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Info: What Are The Different Types Of RAID?

post #1 of 16
Thread Starter 
Straight to the FAQ.

RAID stands for Redundant Array of Independent (or Inexpensive) Disks, a category of disk drives that employ two or more drives in combination for fault tolerance and performance. RAID disk drives are used frequently on servers but aren't generally necessary for personal computers.

There are number of different RAID levels:
  • Level 0
  • Level 1
  • Level 2
  • Level 3
  • Level 4
  • Level 5
  • Level 6
  • Level 0+1
  • Level 10
  • Level 7
  • Level 50
  • RAID S

Level 0:

Level 0 is a 'striped' disk array without fault tolerance. It provides data striping (spreading out blocks of each file across multiple disk drives) but no redundancy. This improves performance but does not deliver fault tolerance. If one drive fails then all data in the array is lost.



Level 1:

Level 1 does 'mirroring' and 'duplexing'. It provides disk mirroring. Level 1 provides twice the read transaction rate of single disks and the same write transaction rate as single disks.



Level 2:

Level 2 does 'error-correcting coding'. It isn't a typical implementation and rarely used. Level 2 stripes data at the bit level rather than the block level.



Level 3:

Level 3 is 'bit-interleaved parity'. It provides byte-level striping with a dedicated parity disk. Level 3, which cannot service simultaneous multiple requests, also is rarely used.



Level 4:

Level 4 is 'dedicated parity drive'. It is a commonly used implementation of RAID. Level 4 provides block-level striping (like Level 0) with a parity disk. If a data disk fails, the parity data is used to create a replacement disk. A disadvantage to Level 4 is that the parity disk can create write bottlenecks.



Level 5:

Level 5 is 'block interleaved distributed parity'. It provides data striping at the byte level and also stripe error correction information. This results in excellent performance and good fault tolerance. Level 5 is one of the most popular implementations of RAID.



Level 6:

Level 6 is 'independent data disks with double parity'. It provides block-level striping with parity data distributed across all disks.



Level 0+1:

Level 0+1 is 'a mirror of stripes'. It isn't one of the original RAID levels. Two RAID 0 stripes are created, and a RAID 1 mirror is created over them. Used for both replicating and sharing data among disks.



Level 10:

Level 10 is 'a stripe of mirrors'. It isn't one of the original RAID levels. Multiple RAID 1 mirrors are created, and a RAID 0 stripe is created over these.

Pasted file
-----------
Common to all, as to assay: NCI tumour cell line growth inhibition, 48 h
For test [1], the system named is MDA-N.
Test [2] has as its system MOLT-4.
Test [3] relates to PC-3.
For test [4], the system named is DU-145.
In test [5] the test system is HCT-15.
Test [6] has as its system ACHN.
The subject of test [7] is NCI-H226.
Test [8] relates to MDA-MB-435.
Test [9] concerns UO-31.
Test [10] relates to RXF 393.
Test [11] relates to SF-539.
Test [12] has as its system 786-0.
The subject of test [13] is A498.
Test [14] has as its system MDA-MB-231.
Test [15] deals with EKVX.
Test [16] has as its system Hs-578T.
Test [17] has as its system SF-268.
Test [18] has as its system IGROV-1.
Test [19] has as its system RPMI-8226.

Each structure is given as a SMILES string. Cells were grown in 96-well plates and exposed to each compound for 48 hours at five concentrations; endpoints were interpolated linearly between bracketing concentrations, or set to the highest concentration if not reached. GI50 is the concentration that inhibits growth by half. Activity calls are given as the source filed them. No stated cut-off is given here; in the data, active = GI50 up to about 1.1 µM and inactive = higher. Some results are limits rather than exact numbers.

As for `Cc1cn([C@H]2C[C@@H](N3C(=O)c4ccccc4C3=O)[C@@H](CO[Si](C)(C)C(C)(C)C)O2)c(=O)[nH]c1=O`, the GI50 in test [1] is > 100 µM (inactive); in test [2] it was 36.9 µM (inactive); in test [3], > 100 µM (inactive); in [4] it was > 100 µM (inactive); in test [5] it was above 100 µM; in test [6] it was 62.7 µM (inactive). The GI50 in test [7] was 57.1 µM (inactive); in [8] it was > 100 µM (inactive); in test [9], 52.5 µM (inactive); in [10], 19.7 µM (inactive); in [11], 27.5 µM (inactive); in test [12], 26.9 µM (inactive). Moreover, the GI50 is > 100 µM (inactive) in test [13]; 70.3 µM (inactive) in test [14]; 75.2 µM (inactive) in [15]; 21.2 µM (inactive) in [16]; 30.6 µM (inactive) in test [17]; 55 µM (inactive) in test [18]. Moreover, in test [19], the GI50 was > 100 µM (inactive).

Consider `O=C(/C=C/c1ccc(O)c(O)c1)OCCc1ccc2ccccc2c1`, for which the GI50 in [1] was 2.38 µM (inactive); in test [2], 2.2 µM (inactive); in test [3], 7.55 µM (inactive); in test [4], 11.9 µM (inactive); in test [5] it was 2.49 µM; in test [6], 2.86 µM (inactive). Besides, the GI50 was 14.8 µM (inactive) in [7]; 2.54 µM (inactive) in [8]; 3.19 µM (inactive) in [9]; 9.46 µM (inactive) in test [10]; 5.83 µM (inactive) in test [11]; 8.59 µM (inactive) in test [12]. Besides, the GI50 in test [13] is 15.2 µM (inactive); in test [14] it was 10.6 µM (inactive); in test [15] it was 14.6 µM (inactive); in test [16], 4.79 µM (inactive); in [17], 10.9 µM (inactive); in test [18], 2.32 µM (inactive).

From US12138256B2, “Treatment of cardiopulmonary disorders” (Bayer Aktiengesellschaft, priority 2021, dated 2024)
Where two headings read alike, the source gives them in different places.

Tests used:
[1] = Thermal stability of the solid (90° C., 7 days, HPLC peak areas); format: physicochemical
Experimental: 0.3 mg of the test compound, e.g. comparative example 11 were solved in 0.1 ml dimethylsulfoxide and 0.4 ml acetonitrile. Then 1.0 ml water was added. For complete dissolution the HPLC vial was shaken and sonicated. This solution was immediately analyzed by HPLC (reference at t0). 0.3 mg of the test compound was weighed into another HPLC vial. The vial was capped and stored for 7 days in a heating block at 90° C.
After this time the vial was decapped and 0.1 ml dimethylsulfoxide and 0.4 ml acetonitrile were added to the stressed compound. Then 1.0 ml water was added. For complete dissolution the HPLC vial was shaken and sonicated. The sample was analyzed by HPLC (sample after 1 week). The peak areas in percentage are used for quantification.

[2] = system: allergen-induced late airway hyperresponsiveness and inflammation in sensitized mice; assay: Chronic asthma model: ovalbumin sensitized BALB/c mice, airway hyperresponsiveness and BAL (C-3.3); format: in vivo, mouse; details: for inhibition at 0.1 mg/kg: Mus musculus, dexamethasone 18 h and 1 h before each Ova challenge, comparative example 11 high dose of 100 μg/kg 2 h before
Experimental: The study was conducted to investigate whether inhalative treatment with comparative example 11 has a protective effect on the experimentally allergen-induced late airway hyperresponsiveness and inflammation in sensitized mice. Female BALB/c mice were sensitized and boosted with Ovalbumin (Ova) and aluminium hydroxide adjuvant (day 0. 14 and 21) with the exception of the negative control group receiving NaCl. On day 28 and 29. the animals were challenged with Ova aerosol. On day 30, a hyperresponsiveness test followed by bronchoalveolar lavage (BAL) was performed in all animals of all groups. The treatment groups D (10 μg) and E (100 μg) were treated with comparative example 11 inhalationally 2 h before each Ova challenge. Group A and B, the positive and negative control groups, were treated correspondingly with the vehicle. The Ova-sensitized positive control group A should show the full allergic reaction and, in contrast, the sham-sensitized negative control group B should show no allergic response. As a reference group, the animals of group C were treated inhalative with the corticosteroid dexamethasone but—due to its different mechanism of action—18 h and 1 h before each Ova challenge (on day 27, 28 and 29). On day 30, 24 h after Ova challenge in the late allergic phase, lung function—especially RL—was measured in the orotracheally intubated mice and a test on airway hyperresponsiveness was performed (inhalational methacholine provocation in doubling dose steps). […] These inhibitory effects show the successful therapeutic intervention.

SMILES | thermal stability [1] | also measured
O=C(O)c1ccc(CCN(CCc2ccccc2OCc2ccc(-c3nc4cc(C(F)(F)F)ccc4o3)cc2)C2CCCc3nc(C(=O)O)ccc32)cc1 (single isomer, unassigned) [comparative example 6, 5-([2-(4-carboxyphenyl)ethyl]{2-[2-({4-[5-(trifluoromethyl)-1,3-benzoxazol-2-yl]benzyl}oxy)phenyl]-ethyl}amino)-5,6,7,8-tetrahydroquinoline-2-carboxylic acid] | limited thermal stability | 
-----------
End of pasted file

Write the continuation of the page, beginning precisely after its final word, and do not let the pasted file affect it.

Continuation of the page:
Level 7:

Level 7 is a trademark of "Storage Computer Corporation" that adds caching to Levels 3 or 4.



Level 50:

Quote:
RAID 50 should really be called "RAID 03" because it is implemented as a striped (RAID level 0) array whose segments are RAID 3 arrays. RAID 50 has the same fault tolerance as RAID 3 as well as the same fault tolerance overhead. High data transfer rates are achieved thanks to its RAID 3 array segments. High I/O rates for small requests are achieved thanks to its RAID 0 striping. Maybe a good solution for sites who would have otherwise gone with RAID 3 but need some additional performance boost. Very expensive to implement. All disk spindles must be synchronized, which limits the choice of drives. Byte striping results in poor utilization of formatted capacity.


RAID S:

RAID S is "EMC Corporation's" proprietary striped pairty RAID system used in its Symmetrix storage systems.



I hope that this FAQ has helped for decisions and information.

Some pics from www.acnc.com

By Christian Somody (somody)
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post #2 of 16
Good visuals .. point on the RAID-1 - true this is a mirror of drives but where the Duplex comes in is if the RAID controller is duplicated which is generally why it is only seen in server systems rather than the home rig.

On RAID-5 while it is true that this is popular, it is so in the server systems and really requires a dedicated controller with its own cache. To implement this on the desktop MB with software is a performance hit that is noticable to the user.
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post #3 of 16
wow... dude this is a awsum faq...

been wandering what raid 50 was thx rep 4 u
post #4 of 16
Link to the site you got those photo's from- I remember seeing them somewhere else.
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post #5 of 16
Thread Starter 
Quote:
Link to the site you got those photo's from- I remember seeing them somewhere else.
Link added...thanks!
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post #6 of 16
I was wanting to know what the different configurations were and which designation meant which. Thanks for creating this FAQ!
    
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post #7 of 16
Thread Starter 
Quote:
I was wanting to know what the different configurations were and which designation meant which. Thanks for creating this FAQ!
no prob!!
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post #8 of 16
Good FAQ
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post #9 of 16
Thread Starter 
Quote:
Good FAQ
thanks
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post #10 of 16
woah... that musta been an alnighter, unless u ripped it all Good job, thnx
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